coast defense

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Fire Control Structure Details

The photo gallery at left illustrates a number of details of Boston fire control structures (FCSs) that were found while exploring the harbor defenses.

Slide 1 shows the ceiling of one of the observation levels of the Marblehead-South fire control tower, with a few well-preserved details. The telephone line conection box at right connected the tower to the harbor communications system. Lines ran from there to the 3-wire connection points on the ceiling, from which lines dropped down to the headsets worn by the observers positioned on this level. The time interval bell was probably mounted on the grey wall panel at center, and was also connected by communications wire. The windows are original, and had wooden shutters.

Slides 2 and 4 (also from Marblehead) show, respectively, a steel mounting column for an azimuth telescope (used to scan the ocean and track ships) and the concrete mounting pad for a larger depression position finder (DPF) instrument, with its three nuts and bolts intact. The steel column is the only one the author has found in the harbor defenses. These mounting columns and pads often had their centers surveyed to register the precise locations of the instruments mounted on them.

Slide 3 shows an azimuth telescope (M1910) used by the Coast Artillery in WW2. These scopes could be mounted on steel columns (like that in Slide 2) or on tripods as shown here. This scope was served by a crew of two: one man to observe and another to read the resulting azimuths off the scale (on the left side of the instrument) and phone these in to the plotting room or gun battery. The wiring on the scope was for lighting its reticle and dials, and was connected to a power source via a large matching coil (not shown here) that supplied constant voltage to the scope. [This scope is on display (in 2010) at the museum of the Halibut State Park fire control tower in Rockport, MA.]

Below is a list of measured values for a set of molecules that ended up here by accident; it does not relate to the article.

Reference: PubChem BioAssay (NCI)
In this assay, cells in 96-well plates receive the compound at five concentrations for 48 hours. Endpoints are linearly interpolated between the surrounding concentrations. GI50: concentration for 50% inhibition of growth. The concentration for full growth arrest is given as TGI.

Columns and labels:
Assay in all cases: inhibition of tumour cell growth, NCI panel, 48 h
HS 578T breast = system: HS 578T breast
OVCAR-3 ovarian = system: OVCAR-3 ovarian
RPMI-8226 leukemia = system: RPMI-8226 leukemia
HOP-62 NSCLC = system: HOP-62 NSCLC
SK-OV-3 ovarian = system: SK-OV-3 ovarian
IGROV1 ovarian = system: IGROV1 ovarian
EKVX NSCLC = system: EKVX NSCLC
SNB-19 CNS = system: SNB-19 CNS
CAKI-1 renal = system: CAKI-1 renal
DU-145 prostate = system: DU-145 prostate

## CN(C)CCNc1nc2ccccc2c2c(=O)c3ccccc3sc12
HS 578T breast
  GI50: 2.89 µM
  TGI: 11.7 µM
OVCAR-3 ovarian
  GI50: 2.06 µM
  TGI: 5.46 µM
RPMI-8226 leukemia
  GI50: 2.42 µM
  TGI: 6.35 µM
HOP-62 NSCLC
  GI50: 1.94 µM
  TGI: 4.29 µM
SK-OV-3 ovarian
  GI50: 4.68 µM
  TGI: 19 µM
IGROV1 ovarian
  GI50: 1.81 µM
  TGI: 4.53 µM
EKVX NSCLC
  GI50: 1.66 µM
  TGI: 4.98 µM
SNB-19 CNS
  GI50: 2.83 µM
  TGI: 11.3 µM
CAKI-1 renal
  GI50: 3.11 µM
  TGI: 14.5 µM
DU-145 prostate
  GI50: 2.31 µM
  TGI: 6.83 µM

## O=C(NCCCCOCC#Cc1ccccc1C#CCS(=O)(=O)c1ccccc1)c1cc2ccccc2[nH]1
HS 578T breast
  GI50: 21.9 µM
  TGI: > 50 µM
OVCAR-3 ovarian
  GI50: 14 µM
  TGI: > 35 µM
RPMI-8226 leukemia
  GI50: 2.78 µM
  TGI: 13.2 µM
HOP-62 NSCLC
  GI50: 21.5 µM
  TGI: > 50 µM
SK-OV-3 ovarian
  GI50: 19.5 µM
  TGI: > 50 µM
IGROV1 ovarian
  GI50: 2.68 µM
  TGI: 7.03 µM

Slide 5 shows a very rare surviving placard from the Marblehead-South tower which lists the so-called datum points used for adjusting the DPF on one of its observation levels (base end station No. 4 for Btty 206, the six-inch guns at East Point in Nahant). The instrument would be focused on the listed landmark and the azimuth and range-to-target indicated by the DPF would be compared with the pre-measured values listed here (which had been surveyed by the Army Engineers). This had to be done frequently, since the DPF was very sensitive to variations in the height-of-tide and could go out of adjustment for various reasons. [After racking my brain to identify a stone tower in Revere, MA I plotted out the bearing and found that the datum point in fact referred to the tower atop Telegraph Hill at Fort Revere, in Hull, MA.]

Slide 6 shows the only surviving Boston example (again from the Marblehead-South tower) of "faux" tower construction detail, designed to camouflage the exterior of a fire control tower. Slide 7, also from the same tower, shows the only surviving coal stove in the Boston system. This stove, on the 1st floor of the tower, must have allowed heat to rise and heat the upper levels, which also had their own flue connections and perhaps their own stoves.